Which is more important: a fire truck or a dump truck? It seems that the Environmental Protection Agency answered dump truck, as it has given that and other construction vehicles exceptions that it hasn’t given fire and emergency vehicles.
As part of the its National Clean Diesel Campaign, the EPA in 2010 enacted engine-emissions regulations for heavy-duty vehicles. Exempt from these regulations and related engine protocols are military vehicles and construction equipment.
The Fire Apparatus Manufacturers Association cautioned fire chiefs about the new EPA campaign and its move toward greener engines. Besides adding $25,000 to $30,000 to the cost of a fire truck, the regulations require the addition of new diesel filters that could have serious implications and possibly disrupt emergency services.
At the time, many perceived the warning as “the sky is falling” proclamations, but fire chiefs now are seeing the performance problems these regulations are creating in ambulances and fire trucks.
From what I understand, when the diesel particulate filters on the engines become saturated, the engine must regenerate to burn off the build-up. A series of warning lights alert the operator for the need for regeneration. If regeneration doesn't begin within a specified time period, the motor will shut off and won’t restart for 30 minutes to one hour.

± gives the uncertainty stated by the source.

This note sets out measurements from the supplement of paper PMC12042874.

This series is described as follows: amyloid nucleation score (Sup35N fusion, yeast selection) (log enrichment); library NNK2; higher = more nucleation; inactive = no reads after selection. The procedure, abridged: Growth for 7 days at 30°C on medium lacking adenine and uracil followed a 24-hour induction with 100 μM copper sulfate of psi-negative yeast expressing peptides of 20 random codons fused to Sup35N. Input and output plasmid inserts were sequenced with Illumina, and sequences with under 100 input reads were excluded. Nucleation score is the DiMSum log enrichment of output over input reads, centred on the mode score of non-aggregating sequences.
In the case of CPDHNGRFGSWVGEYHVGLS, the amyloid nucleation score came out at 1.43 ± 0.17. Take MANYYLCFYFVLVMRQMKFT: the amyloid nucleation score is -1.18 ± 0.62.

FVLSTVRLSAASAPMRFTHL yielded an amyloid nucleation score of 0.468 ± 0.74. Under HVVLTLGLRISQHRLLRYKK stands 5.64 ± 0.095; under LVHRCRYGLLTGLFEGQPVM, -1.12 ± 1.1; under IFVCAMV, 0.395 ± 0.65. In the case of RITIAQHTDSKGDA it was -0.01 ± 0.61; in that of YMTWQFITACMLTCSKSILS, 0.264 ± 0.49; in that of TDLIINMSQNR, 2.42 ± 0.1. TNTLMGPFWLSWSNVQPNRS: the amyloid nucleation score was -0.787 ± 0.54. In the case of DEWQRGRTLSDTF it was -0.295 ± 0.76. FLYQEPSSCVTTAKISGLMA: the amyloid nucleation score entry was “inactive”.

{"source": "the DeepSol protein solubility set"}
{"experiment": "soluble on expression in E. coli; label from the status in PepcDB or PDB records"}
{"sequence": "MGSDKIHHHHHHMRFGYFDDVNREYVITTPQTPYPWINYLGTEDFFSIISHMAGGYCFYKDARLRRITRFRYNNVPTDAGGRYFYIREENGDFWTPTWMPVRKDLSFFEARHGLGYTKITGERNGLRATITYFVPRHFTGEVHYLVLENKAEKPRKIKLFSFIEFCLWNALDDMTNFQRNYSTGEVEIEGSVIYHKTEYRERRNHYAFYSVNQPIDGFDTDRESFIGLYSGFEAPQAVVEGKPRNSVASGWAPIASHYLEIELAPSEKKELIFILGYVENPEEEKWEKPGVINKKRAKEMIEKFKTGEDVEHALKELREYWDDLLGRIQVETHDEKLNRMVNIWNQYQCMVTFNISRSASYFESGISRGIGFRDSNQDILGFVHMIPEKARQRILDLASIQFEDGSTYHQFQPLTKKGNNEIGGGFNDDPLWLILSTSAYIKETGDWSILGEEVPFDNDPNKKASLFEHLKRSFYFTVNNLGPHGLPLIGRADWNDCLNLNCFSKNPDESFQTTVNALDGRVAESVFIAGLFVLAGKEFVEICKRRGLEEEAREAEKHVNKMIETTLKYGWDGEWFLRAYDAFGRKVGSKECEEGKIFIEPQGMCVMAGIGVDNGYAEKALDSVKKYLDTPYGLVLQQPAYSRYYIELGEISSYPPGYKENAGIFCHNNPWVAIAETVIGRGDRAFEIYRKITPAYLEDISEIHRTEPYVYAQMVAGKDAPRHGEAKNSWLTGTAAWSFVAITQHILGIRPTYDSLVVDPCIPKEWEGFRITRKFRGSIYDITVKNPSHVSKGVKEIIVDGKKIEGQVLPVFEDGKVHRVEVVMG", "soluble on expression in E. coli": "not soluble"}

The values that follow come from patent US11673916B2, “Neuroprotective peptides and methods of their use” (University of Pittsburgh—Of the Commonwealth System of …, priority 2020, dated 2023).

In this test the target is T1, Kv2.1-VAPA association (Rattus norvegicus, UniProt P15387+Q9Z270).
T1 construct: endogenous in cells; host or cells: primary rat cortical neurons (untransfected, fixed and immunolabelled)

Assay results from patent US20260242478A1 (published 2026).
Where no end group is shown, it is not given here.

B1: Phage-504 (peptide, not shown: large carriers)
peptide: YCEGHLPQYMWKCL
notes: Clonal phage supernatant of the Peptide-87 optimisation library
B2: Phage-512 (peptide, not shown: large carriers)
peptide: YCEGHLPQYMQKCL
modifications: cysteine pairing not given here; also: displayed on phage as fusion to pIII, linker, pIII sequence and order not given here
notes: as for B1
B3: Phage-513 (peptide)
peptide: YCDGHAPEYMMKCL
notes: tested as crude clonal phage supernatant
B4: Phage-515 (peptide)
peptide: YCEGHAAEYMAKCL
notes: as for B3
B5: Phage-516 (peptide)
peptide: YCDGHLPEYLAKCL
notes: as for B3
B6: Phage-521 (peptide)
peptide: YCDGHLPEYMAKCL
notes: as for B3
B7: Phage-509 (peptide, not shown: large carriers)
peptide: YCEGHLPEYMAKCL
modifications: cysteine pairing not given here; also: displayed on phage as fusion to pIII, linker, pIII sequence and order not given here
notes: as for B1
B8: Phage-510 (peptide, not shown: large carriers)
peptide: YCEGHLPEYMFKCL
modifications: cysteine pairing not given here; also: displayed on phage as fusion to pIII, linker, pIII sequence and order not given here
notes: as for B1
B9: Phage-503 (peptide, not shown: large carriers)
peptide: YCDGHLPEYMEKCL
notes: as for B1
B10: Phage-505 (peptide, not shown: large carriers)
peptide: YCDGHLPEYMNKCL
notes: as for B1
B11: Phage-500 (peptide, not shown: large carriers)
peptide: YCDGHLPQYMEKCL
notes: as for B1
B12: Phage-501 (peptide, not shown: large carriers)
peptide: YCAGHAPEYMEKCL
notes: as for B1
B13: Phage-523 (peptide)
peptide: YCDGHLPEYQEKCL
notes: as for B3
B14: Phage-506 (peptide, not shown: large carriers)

However, I’ve heard of situations in which the warning lights are ignored, or in which they light in quick succession, and the operator puts the engine in regeneration while on scene — rendering the vehicle inoperable. If the vehicle fails to regenerate, it requires a service call from the manufacturer. And replacing the diesel particulate filters (DPF) can cost between $5,000 and $6,000.
After repeated incidents, the’ Southeastern Division recently wrote to the EPA to request that fire trucks be exempt from the DPF requirement.
“Fire apparatus are going into ‘regeneration’ at the scene of fires to begin the burn off process causing units to shut down, thus leaving firefighters with no water to fight a fire until replacement units can arrive,” the letter states. “This situation could cause the loss of life to a fire fighter or to a taxpayer who is depending on the fire engine reaching them in time to save them and their property.”
The Southeastern Division is encouraging others to join its campaign. If the military and construction industries can be exempt, why can’t the fire and emergency services?
Have you had problems with the regeneration process and your vehicles on scene?